Minister’s forum: Learn from assumption
About three weeks ago, I stopped off at Popeye’s for some Cajun french fries. I love any kind of french-fries – but I will walk a mile for Cajun french fries. I relish their smell as much as their taste.
As I stood there waiting for my order to be filled – you have to wait at least five minutes for an extra-large order – a man approached the cash register next to mine.
He was dressed in several layers of old clothes. On his head, for example, he not only wore a baseball cap but a water-repellent hood as well. He appeared to be about 50, but he may have been somewhat younger.
The clerk at the counter asked him for his order. He responded by reaching into his pocket and pulling out four quarters. He laid them down in a row.
Looking up at the clerk, the man asked him how much chicken he could get with these four quarters.
“You can’t get anything for a dollar,” the clerk replied. Pointing to the over-head menu, he asked, “Do you see anything on our menu that is less than a $1.29? Move along, ol’ man, you’ve been in here before. You know better than I do that we can’t sell you a piece of chicken for a dollar.”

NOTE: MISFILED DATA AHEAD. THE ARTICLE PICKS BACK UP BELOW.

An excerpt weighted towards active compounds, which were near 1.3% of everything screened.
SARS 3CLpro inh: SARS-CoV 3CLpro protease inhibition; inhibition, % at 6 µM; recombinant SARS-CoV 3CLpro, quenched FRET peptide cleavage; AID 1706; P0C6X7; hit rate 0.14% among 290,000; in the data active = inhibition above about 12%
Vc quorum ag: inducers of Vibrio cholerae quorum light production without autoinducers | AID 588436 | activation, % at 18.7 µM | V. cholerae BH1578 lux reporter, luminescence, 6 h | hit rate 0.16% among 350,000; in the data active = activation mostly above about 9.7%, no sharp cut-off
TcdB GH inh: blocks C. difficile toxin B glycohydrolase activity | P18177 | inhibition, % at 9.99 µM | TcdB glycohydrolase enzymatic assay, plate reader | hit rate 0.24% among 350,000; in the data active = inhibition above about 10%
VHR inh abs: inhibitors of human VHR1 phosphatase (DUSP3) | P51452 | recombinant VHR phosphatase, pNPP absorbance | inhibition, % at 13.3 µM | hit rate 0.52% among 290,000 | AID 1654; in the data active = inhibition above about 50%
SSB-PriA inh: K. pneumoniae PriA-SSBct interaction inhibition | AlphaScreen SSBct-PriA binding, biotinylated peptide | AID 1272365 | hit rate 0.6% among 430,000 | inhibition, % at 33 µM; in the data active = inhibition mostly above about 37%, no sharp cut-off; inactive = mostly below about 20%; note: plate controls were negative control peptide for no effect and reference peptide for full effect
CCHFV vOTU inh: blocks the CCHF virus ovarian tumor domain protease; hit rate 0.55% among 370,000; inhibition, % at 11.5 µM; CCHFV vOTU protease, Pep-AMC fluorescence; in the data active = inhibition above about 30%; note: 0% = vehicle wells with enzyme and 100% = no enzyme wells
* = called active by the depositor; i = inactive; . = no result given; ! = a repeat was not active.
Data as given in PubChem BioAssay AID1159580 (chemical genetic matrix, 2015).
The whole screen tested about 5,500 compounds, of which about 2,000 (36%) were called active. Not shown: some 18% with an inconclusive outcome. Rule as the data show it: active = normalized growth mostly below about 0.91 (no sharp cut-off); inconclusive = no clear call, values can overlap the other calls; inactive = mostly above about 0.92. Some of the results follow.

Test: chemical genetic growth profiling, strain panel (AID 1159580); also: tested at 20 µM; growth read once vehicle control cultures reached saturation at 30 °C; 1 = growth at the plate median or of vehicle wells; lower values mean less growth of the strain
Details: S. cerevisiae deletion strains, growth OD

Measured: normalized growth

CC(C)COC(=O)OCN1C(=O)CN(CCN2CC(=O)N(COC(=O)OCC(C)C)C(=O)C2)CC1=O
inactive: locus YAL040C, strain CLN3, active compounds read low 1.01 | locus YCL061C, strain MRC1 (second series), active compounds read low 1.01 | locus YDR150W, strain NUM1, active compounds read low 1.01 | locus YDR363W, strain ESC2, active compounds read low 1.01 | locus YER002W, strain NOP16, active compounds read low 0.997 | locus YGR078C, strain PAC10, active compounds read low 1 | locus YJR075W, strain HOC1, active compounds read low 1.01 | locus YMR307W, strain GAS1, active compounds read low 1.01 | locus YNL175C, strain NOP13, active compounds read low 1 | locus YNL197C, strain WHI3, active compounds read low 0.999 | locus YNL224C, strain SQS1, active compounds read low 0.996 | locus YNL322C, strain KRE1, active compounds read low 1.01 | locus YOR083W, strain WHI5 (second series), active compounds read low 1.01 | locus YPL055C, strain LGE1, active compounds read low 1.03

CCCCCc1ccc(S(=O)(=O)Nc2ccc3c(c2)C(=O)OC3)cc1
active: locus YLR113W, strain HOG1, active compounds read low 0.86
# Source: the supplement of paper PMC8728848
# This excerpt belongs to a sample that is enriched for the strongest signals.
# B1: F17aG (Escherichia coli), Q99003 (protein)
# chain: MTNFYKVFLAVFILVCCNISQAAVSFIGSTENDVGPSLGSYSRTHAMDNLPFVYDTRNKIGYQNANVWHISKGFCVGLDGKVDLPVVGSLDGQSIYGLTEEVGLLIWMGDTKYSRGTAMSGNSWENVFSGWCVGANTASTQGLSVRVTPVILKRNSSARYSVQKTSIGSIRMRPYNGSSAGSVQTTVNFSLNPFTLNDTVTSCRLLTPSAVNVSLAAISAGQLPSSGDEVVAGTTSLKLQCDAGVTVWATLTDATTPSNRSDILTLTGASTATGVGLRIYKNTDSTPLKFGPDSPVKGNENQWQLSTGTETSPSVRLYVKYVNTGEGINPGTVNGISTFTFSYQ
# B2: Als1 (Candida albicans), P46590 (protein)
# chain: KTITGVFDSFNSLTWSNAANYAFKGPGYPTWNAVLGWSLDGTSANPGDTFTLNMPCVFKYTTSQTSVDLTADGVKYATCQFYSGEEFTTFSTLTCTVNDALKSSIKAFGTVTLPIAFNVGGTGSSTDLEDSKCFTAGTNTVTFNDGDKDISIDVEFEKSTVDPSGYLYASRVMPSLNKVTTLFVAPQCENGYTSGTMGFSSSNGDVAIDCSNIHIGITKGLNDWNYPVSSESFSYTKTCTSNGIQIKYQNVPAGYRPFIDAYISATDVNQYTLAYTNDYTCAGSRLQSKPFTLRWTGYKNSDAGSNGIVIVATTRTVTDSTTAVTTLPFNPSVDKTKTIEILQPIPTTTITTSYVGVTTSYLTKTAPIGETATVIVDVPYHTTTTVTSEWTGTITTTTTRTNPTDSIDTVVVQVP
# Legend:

While listening to this bantering, I reached into my pocket and brought out two quarters. I laid them opposite the four quarters that were already there.
“Will this help,” I asked?
The man at the counter looked puzzled. “Why are you giving me this extra money,” he asked? “Don’t you think that the clerk should just hand over the piece of chicken for a dollar? After all, no chicken wing is worth more than that. Keep your money. I’ll go to McDonald’s and see what I can get there for a dollar.”
Even though I was unsuccessful in persuading this man to buy a piece of chicken, I learned a valuable lesson from him.
We must learn to respect the conscience of another and not impose our taste buds on them.
– The Rev. Richard DeMolen is a priest at Our Lady of Tahoe Catholic Church.